Trial Begins For Perverted Eugene Cop Roger Magana: Media is Shut Out
Police even get special treatment after they have been charged with sex crimes.
Jurors are settling in for a long trial in the case against former Eugene Police Officer Roger Magana.Prosecutor Bob Lane started this morning by displaying a blown up image of a Eugene police officer badge.
He told jurors "The power that comes with that badge is what this case is all about."
He then outlined some of the testimony jurors can expect to hear from alleged victims in the weeks to come.
Defense attorney Russell Barnett kept his opening statement short, focusing on the Eugene Police Departments's high-tech ability to keep tabs on it's officers.
"He's either the slickest guy working with the dumbest people or perhaps the accusations don't add up."
The six man, six woman jury and four alternates began hearing testimony from alleged victims this afternoon.
They will hear from as many as 80 defense witnesses throughout the trial including from people with authority who had heard before about Magana's alleged abuse but took no action.
Prosecutor Lane describes several of the alleged victims as having drug and mental health problems and others who are very different.
He says they all were carefully chosen as easy targets for intimidation and abuse.
Magana faces 52 charges ranging from official misconduct to rape.The trial continues Tuesday.
link to kval.com
The prosecution started by outlining the allegations against former officer Roger Magana from ten different women. Deputy D.A. Bob Lane grouped the alleged victims into two categories. One, women known to police, through prior arrests or calls, for things like drug or alcohol offenses, prostitution or domestic abuse. The other women, according to Lane, fall into the category of being in "the wrong place at the wrong time." This includes a sub-category for a teenager who went on several ride alongs with the former officer.
The prosecution's key evidence includes Magana's business cards, which Lane says were given to many of the women after the alleged attacks. Also, Magana's cell phone bills, which were sent to a P.O. Box, and paid for in cash. Lane says, this was done to hide from Magana's wife, the quote "thousands of calls" going to other women.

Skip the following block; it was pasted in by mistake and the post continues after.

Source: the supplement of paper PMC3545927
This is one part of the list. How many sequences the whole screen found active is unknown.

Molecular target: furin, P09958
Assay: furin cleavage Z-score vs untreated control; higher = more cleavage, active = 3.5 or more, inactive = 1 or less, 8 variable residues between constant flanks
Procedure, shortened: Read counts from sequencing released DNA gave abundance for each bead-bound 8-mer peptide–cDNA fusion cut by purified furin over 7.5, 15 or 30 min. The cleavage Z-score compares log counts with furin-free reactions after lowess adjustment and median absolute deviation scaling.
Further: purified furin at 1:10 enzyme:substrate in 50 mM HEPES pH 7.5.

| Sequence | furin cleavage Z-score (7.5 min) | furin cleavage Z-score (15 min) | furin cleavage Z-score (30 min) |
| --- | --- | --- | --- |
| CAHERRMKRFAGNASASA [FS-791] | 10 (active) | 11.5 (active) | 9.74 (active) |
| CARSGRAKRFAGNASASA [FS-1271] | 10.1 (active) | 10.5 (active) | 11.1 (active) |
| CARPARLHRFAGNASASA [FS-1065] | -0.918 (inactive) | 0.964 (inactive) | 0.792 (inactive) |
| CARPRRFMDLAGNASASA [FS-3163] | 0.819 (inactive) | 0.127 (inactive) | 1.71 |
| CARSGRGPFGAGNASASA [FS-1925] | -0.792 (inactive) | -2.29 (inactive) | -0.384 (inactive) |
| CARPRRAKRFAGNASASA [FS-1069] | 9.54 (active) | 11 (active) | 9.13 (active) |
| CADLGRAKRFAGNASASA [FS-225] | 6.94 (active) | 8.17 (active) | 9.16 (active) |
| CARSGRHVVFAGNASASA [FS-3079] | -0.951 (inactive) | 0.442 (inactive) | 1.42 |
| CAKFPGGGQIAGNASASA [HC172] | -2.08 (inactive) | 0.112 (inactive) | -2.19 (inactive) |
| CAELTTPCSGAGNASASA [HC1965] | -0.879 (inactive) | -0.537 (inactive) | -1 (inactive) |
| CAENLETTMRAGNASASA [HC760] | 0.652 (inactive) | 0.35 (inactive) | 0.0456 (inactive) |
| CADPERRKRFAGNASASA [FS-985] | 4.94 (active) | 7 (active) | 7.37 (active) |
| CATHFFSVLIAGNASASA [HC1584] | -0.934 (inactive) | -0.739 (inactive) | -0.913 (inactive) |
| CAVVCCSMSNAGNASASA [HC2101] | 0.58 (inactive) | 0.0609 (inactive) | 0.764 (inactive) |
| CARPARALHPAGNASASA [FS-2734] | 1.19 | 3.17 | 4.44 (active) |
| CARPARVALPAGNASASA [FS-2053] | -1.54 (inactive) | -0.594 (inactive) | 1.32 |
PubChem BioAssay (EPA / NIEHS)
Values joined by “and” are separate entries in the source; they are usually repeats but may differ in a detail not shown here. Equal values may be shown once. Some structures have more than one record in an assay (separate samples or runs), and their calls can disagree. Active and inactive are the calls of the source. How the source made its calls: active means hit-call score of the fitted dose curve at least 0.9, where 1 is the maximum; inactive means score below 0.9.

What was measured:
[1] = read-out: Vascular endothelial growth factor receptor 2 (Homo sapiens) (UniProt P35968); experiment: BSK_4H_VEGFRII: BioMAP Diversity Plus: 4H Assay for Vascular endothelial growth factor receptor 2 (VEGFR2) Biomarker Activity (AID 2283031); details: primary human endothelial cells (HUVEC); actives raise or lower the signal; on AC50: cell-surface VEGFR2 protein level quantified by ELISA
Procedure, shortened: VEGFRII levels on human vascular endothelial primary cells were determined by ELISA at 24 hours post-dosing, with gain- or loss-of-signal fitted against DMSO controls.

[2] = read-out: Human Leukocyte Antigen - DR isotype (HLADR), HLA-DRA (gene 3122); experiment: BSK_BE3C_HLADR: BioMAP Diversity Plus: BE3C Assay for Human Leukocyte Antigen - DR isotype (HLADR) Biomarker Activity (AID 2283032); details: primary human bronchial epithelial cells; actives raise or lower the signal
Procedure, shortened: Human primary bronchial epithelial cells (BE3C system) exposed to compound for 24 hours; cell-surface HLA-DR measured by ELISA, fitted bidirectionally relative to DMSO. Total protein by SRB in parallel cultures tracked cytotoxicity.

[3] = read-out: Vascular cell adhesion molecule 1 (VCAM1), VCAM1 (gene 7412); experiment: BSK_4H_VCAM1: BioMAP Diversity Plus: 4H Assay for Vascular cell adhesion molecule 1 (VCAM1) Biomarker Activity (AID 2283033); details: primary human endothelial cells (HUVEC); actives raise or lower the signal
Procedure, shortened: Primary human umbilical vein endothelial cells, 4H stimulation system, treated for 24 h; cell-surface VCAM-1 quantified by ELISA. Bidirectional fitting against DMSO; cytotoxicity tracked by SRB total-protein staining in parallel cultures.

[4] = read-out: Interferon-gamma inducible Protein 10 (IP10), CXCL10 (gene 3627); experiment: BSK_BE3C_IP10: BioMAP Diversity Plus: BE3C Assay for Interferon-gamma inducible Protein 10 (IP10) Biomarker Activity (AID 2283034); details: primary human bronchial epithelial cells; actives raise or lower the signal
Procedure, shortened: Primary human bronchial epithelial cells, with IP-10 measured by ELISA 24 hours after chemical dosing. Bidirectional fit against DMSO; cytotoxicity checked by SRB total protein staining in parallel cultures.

Lane also points to Magana's police notebook, which contains some of the alleged victims names and phone numbers. And, a woman's sweat pants, stained with semen, that the prosecution claims, can be linked to Magana.
The defense attacked the credibility of the alleged victims. Attorney Russell Barnett says, the women have a "MOB" mentality. He says, they have a "Motive": money (many are suing the city). They have an "Opportunity": an accused officer. And he claims, they have a "Bias": many had run-ins with the law before, and don't like the police department.
Barnett also argued, how could Magana hide these acts from the department, he was even promoted to training officer during this time. Barnett said, "He's either the slickest guy working with the dumbest people, or perhaps the allegations don't add up."
The prosecution also called its first witness this afternoon. Testimony will continue next week. It could take as long as six weeks before the defense has a chance to present its witnesses.
Journalists live for close ups. Sometimes, you get more than you ask for, as was the case with accused killer Stella Kiser in 1999. She spat at our photographer.
But, look for a shot of Roger Magana, the former Eugene police officer accused of sex abuse, and you'll likely find only one, at his arraignment last December.
Lane County Court Administrator David Factor explains, "Our interest, number one, is ensuring the security of the courthouse, of the people involved in this case, and all other people involved in the matter."
The press is viewed by some in the courts as a disruption. Currently, all cameras are kept behind a yellow line in the courthouse, but for the high profile Magana trial, there's a new set of rules posted.
Now, no location within the courthouse is available for taping or broadcasting of news reports. That means all interviews must be done outside. Plus, photographers will not have access to photograph Magana upon arrival or departure from the courthouse or jail. Factor says, "It's a little different from our usual practice in anticipation of the high interest from the media and the public."
But even Kip Kinkel had more photo op's than Magana, at his arraignment, and, as he was transported from jail to the courtroom. Factor explains, "We've learned things in how we handle high profile cases since that time."
What they say they've learned, is that cameras and reporters interrupt the day to day business at the courthouse. While it may appear to some Magana is getting special treatment, the courts assure us, it's because of the high profile nature of the case, not his former job as a police officer.
Roger Magana faces 52 charges including sex abuse, rape, sodomy, coercion, and abuse of power. He pleaded not guilty to all the charges.
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